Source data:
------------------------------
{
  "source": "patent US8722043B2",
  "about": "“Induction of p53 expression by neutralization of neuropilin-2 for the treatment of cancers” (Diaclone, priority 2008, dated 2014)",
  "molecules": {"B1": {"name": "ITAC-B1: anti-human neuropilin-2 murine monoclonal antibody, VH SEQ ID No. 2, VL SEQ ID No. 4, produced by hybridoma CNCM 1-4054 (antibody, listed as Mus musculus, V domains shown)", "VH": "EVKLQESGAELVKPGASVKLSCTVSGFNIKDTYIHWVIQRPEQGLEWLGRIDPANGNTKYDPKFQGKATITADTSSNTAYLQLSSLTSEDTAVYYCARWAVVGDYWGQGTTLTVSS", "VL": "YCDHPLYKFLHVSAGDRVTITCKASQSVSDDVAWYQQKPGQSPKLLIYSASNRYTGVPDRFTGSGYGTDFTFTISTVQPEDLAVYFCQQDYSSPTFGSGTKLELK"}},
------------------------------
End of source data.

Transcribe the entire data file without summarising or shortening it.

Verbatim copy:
{
  "source": "patent US8722043B2",
  "about": "“Induction of p53 expression by neutralization of neuropilin-2 for the treatment of cancers” (Diaclone, priority 2008, dated 2014)",
  "molecules": {"B1": {"name": "ITAC-B1: anti-human neuropilin-2 murine monoclonal antibody, VH SEQ ID No. 2, VL SEQ ID No. 4, produced by hybridoma CNCM 1-4054 (antibody, listed as Mus musculus, V domains shown)", "VH": "EVKLQESGAELVKPGASVKLSCTVSGFNIKDTYIHWVIQRPEQGLEWLGRIDPANGNTKYDPKFQGKATITADTSSNTAYLQLSSLTSEDTAVYYCARWAVVGDYWGQGTTLTVSS", "VL": "YCDHPLYKFLHVSAGDRVTITCKASQSVSDDVAWYQQKPGQSPKLLIYSASNRYTGVPDRFTGSGYGTDFTFTISTVQPEDLAVYFCQQDYSSPTFGSGTKLELK"}},